mystery fly and crumby internet connections

What do flies and internet connections have in common? You may be thinking, “Absolutely nothing at all.” Well, read on.

I’m having a busy week here at the farm, so haven’t been spending as much time as I should doing my daily insects walks. However, I did manage to capture a couple of shots of this interesting fly found on the underside of a milkweed leaf. I really like the distinctive, furry belts around the abdomen (click on images for larger view). They’re quite odd-looking when viewed up close as the sections between the belts look bare — almost as though the fly has been shaved with a set of miniature dog grooming clippers. Offhand, I can’t offer much in the way of an ID. The wings look too short to be a species of Progressive Bee Fly (Exoprosopa). Might be some kind of Tachinid fly. If anyone has ideas for a possible ID, please feel free to post them.

Unfortunately, I don’t have time to do much searching for IDs right at the moment — and besides, my net connection has been absolutely dreadful lately — making any searches about as pleasant as having a tooth pulled. I’m lucky if and when the connection speed gets above 24000 bps. That’s not of much use when you’re trying to peruse through hundreds of photos of insects on some of the websites that I use for working on IDs. I’m not sure where the problem lies, but I expect that it has to do with the phone lines in our area. When we’ve had rain, the phone crackles so badly that you can’t hear the person you’re talking to, and our net connection drops constantly. In the past we’ve discussed the problem with the repair crews working in this area and a couple have said the lines “need some work.” I get the impression that they are becoming old and decrepit.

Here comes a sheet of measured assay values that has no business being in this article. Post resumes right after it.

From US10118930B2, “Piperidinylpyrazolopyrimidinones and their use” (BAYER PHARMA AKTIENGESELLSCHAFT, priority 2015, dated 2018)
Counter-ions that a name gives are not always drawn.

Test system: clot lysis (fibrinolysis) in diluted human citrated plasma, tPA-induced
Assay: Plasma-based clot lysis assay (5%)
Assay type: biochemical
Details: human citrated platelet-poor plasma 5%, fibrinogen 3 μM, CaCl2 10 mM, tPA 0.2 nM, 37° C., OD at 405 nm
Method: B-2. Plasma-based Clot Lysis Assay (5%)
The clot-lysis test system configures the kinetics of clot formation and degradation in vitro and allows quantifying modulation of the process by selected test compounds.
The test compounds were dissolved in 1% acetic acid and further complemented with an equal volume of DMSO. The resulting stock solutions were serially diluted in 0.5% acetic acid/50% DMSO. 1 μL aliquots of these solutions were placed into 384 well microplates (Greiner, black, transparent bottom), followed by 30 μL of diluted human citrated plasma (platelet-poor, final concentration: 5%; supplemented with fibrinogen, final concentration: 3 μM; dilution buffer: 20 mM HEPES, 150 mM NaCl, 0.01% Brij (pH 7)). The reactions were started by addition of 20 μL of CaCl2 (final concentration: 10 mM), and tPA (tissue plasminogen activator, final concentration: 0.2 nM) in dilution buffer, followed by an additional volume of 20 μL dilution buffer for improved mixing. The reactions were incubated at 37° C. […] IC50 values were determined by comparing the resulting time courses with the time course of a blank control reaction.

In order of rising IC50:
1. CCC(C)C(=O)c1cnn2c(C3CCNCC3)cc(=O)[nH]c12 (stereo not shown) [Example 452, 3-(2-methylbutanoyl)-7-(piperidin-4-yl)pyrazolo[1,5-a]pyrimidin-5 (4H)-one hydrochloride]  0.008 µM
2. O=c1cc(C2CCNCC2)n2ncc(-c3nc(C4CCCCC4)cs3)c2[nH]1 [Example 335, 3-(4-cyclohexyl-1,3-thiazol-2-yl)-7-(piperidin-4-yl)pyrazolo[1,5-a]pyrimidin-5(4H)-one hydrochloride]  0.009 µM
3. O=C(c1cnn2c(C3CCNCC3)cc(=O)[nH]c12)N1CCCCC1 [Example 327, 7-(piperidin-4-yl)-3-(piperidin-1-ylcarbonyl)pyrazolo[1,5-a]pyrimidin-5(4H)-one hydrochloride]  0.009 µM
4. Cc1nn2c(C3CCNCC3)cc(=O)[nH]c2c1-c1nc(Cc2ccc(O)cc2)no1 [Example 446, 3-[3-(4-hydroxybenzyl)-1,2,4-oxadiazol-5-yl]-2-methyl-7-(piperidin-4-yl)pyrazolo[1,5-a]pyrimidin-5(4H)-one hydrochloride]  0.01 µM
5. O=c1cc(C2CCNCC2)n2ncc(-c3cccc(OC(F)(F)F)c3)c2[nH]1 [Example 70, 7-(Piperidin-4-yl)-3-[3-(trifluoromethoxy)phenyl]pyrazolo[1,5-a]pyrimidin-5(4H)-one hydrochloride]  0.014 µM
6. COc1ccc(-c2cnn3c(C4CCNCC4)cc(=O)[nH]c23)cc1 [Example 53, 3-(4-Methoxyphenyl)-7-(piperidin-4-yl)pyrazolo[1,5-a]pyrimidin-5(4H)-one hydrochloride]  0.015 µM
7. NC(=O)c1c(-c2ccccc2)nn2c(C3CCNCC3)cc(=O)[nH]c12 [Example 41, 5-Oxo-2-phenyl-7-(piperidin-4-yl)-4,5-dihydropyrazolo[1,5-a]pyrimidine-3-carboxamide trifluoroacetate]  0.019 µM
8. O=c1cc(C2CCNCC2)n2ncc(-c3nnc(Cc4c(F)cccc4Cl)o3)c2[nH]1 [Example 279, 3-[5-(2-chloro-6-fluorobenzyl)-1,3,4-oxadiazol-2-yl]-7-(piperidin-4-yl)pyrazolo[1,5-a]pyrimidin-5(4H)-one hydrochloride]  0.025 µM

In any case, regarding net access, we can’t get either DSL or a cable hookup here at our farm — which is actually rather amazing considering that we live less than 20 km. from a city that is known for its high-tech industry. Somehow, our little pocket of countryside has been bypassed during all of the surrounding development. Apparently, we get to enjoy the increased road traffic and associated noise, but not the benefits of good internet service. However, there are some recently installed towers nearby, and we should be able to get high-speed internet if we’ve got a clear line of sight and want to get some kind of receiver antenna put up. It’s kind of expensive, but we may look into that avenue later this autumn.

EDIT – 19/08/2007 – This fly was identified by Jeff Cumming of Agriculture and Agri-Food Canada as a cluster fly (Pollenia sp., Calliphoridae), infected with a type of entomophagus fungus.

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15 Responses to “mystery fly and crumby internet connections”